Therapy helps the individual focus on their strengths and what it is they like about themselves. It also helps the individual realise that the image they think others have of them is often their own mind reading and not based on fact.
After trauma, people may go through a wide range of normal responses.
These reactions may be experienced, not only by the people who experienced the trauma first hand, but by those who have witnessed or heard about the incident, or involved with those affected.
Many reactions can be triggered by persons, places or things associated with the trauma. Some reactions may seem totally unrelated. Previous experiences or memories of trauma may also be triggered as a result of more recent events.
• Shock, disbelief, fear and anxiety
• Grief, disorientation, denial
• Irritability, restlessness,outbursts of anger or rage, feeling over alert or on edge.
• Emotional swings - crying then laughing
• Nightmares and flashbacks
• Feelings of helplessness and panic
• Increased need to be in control
• Minimising what happened
• Worrying or intrusive thoughts of the trauma or attempting to avoid anything associated with the trauma
• Tendency to isolate oneself
• Feelings of detachment and emotional numbing
• Difficulty concentrating or remembering
• Feelings of shame, blame or survivor guilt
• Diminished interest in everyday activities.
• Aches and pains; headaches & back aches
• Sudden sweating or heart palpitations
• Changes in sleep patterns, appetite and interest in sex.
• Constipation or diahorrea
• Easily startled by noise
• More susceptible to colds and illnesses
• Increased use of alcohol or drugs/or overeating.
There are a wide range of treatments available for trauma sufferers and treatment will depend on the severity of the reaction to the event. Cognitive Behaviour Therapy can help to reduce ongoing negative thoughts and behaviours and this treatment can be supplemented by stress management techniques to reduce the level of physiological arousal. Often exposure therapies such as eye movement desensitisation and reprocessing (EMDR)are necessary which involve the client working through the trauma in a safe environment.
Peter Nelson has nearly twenty years experience working with veterans from most conflicts.
Issues have included Post Traumatic Stress Disorder, major depression, Anxiety issues, substance abuse, relationship difficulties and adjustment disorder.
Referral is simply by letter from your general Practitioner.
Peter Nelson has twenty years experience working with members of the emergency services in Tasmania.
Issues have included stress, relationship difficulties, substance abuse, Post Traumatic Stress Disorder as well as work related injury, depression and anxiety.
Peter Nelson has worked with intellectually disabled people for over twenty years.
Peter was initially employed at the Willow Court centre before moving to the Community Intellectual Disability Service.
He has seen individual clients in private practice for the last seventeen years and has also provided employee assistance Programs to organisations providing support for the intellectually disabled.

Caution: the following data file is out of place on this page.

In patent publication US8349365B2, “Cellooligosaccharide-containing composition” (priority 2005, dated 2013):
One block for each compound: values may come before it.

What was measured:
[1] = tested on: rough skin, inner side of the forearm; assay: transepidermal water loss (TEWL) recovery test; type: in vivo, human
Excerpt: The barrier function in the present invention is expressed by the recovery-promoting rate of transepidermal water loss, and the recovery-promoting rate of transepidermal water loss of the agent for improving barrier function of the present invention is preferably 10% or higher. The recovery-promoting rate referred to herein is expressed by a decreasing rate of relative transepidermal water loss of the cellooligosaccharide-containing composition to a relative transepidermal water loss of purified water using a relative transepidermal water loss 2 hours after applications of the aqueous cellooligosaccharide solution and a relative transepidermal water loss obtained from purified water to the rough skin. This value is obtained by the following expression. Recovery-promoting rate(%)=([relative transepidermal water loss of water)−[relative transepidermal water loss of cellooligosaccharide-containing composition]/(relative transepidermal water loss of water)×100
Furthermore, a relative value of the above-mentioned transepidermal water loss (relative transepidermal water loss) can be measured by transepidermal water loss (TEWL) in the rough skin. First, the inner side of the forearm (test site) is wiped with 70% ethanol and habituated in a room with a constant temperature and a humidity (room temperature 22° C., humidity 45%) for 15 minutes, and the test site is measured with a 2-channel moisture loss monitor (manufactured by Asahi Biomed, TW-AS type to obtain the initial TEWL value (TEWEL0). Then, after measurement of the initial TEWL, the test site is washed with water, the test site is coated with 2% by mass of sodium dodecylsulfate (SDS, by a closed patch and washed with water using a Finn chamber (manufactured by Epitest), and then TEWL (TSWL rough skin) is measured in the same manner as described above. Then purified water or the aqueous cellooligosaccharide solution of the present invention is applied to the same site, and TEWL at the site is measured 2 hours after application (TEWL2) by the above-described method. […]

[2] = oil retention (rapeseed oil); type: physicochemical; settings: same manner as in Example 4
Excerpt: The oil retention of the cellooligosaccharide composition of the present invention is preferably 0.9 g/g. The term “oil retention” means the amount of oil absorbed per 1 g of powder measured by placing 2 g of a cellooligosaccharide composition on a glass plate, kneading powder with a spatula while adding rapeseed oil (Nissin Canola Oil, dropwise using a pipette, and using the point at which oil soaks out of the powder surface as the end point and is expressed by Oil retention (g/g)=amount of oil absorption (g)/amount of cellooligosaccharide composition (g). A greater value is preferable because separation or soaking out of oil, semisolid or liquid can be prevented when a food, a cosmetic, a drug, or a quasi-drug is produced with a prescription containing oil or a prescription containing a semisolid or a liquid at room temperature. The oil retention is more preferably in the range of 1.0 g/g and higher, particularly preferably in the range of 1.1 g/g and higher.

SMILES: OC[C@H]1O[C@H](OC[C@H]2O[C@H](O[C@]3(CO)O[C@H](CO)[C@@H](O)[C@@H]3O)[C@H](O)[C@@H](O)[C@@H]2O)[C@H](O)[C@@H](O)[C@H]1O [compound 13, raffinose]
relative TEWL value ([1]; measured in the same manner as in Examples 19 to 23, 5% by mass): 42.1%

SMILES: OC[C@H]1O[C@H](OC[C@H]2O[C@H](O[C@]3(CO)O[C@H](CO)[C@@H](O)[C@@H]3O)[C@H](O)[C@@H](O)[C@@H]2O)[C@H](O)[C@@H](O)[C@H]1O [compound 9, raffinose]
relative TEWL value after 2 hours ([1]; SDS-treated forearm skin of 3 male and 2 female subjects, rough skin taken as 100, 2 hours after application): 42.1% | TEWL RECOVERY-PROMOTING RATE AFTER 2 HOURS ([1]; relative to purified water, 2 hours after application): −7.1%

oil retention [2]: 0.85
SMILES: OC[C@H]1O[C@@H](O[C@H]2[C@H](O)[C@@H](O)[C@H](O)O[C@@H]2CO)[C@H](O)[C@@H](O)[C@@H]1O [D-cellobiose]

He is a current board member of STAR (Supported Tenancy Accommodation & Respite) Tasmania.
Chronic pain is defined as pain which has continued for three months or longer. Chronic pain can be debilitating and have a severe effect on all aspects of a persons life. It may have its original cause in an accident, illness or through wear and tear.
Unfortunately, for some the reason for their pain goes undetected.
Chronic pain is a very personal issue.
No one can see pain and therefore it can be a lonely battle and it is likely that the sufferer will experience a range of reactions from different people.
Chronic pain can impact on your mood, appetite, sleep, exercise, relationships and motivation for everyday activities.
Psychological therapies for pain can include hypnosis and relaxation, cognitive therapy which aims to reduce the negative thinking patterns which can accompany pain and cause depression as well a behaviour therapy which involves changing the way that things are done to avoid increased pain and depression.
Peter Nelson has worked in rehabilitation hospitals for the last 25 years as well as seeing rehabilitation clients in private practice.
Issues have included personal injury from workplace accidents, motor vehicle accidents, stroke recovery, acquired brain injury, early dementia management and chronic disease issues such as those involved with MS or Diabetes.
Chronic pain is a major interest having run both inpatient and outpatient pain programs.
Psychological difficulties often include Depression and anxiety as well as Post Traumatic Stress disorder, substance abuse, Adjustment Disorder, self esteem issues and relationship difficulties.
Clients are often referred by their general practitioner or Rehabilitation provider and are on workers compensation or covered by the Motor Accidents Insurance Board (MAIB).
Bullying is common in the school ground and the work place.
Bullying can be verbal such as name calling, put downs, threats, teasing and sexual harassment.
Bullying can be physical; such as being punched, kicked or tripped or having your belongings stolen, or it can be social such as being left out or having rumours spread about you.
Bullying can have a serious impact on the way someone feels about themselves.
The bullied often feel that they are all alone and that there is nothing they can do to change the situation.
Ongoing bullying can lower a persons self esteem and lead to feelings of sadness, anger and confusion.
Often, counselling is needed to defuse conflict within a relationship.
In other situations, it is needed to address quality issues within the relationship.
In these cases there might be little communication or a reduction in the compassion shown to each other.
There may be sexual issues or differences in parenting styles.
Relationship counselling can help couples:
- Develop the relationship they want
- Understand how they contributed to the current state of their relationship
- Improve their communication.
- No referral is required